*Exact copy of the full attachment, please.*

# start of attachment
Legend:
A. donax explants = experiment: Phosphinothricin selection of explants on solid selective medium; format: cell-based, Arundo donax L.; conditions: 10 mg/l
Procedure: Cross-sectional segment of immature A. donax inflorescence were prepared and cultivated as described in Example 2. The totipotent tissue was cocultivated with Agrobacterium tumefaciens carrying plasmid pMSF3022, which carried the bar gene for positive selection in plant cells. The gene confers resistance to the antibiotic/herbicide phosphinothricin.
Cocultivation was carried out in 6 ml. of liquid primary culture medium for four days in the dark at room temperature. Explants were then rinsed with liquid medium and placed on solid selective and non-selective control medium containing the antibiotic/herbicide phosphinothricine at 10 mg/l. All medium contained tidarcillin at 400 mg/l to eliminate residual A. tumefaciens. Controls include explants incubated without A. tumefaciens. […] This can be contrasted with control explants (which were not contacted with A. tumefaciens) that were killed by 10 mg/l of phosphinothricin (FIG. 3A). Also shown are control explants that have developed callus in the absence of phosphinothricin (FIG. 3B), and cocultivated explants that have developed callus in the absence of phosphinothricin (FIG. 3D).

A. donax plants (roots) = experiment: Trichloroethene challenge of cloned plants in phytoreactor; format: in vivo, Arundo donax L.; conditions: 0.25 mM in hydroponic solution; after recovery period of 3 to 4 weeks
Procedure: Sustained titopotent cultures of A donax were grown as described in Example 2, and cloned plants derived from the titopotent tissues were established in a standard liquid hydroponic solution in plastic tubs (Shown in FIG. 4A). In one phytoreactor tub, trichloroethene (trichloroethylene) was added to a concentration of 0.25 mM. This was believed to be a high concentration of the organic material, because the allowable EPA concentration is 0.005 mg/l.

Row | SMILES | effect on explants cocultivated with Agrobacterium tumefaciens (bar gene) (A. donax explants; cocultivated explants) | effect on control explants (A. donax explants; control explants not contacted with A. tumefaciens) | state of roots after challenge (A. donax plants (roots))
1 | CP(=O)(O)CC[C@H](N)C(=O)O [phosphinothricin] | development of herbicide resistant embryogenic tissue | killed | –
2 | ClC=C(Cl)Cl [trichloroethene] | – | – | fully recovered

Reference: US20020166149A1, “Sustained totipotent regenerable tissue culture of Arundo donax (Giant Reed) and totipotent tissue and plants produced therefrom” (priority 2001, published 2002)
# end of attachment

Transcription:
Legend:
A. donax explants = experiment: Phosphinothricin selection of explants on solid selective medium; format: cell-based, Arundo donax L.; conditions: 10 mg/l
Procedure: Cross-sectional segment of immature A. donax inflorescence were prepared and cultivated as described in Example 2. The totipotent tissue was cocultivated with Agrobacterium tumefaciens carrying plasmid pMSF3022, which carried the bar gene for positive selection in plant cells. The gene confers resistance to the antibiotic/herbicide phosphinothricin.
Cocultivation was carried out in 6 ml. of liquid primary culture medium for four days in the dark at room temperature. Explants were then rinsed with liquid medium and placed on solid selective and non-selective control medium containing the antibiotic/herbicide phosphinothricine at 10 mg/l. All medium contained tidarcillin at 400 mg/l to eliminate residual A. tumefaciens. Controls include explants incubated without A. tumefaciens. […] This can be contrasted with control explants (which were not contacted with A. tumefaciens) that were killed by 10 mg/l of phosphinothricin (FIG. 3A). Also shown are control explants that have developed callus in the absence of phosphinothricin (FIG. 3B), and cocultivated explants that have developed callus in the absence of phosphinothricin (FIG. 3D).

A. donax plants (roots) = experiment: Trichloroethene challenge of cloned plants in phytoreactor; format: in vivo, Arundo donax L.; conditions: 0.25 mM in hydroponic solution; after recovery period of 3 to 4 weeks
Procedure: Sustained titopotent cultures of A donax were grown as described in Example 2, and cloned plants derived from the titopotent tissues were established in a standard liquid hydroponic solution in plastic tubs (Shown in FIG. 4A). In one phytoreactor tub, trichloroethene (trichloroethylene) was added to a concentration of 0.25 mM. This was believed to be a high concentration of the organic material, because the allowable EPA concentration is 0.005 mg/l.

Row | SMILES | effect on explants cocultivated with Agrobacterium tumefaciens (bar gene) (A. donax explants; cocultivated explants) | effect on control explants (A. donax explants; control explants not contacted with A. tumefaciens) | state of roots after challenge (A. donax plants (roots))
1 | CP(=O)(O)CC[C@H](N)C(=O)O [phosphinothricin] | development of herbicide resistant embryogenic tissue | killed | –
2 | ClC=C(Cl)Cl [trichloroethene] | – | – | fully recovered

Reference: US20020166149A1, “Sustained totipotent regenerable tissue culture of Arundo donax (Giant Reed) and totipotent tissue and plants produced therefrom” (priority 2001, published 2002)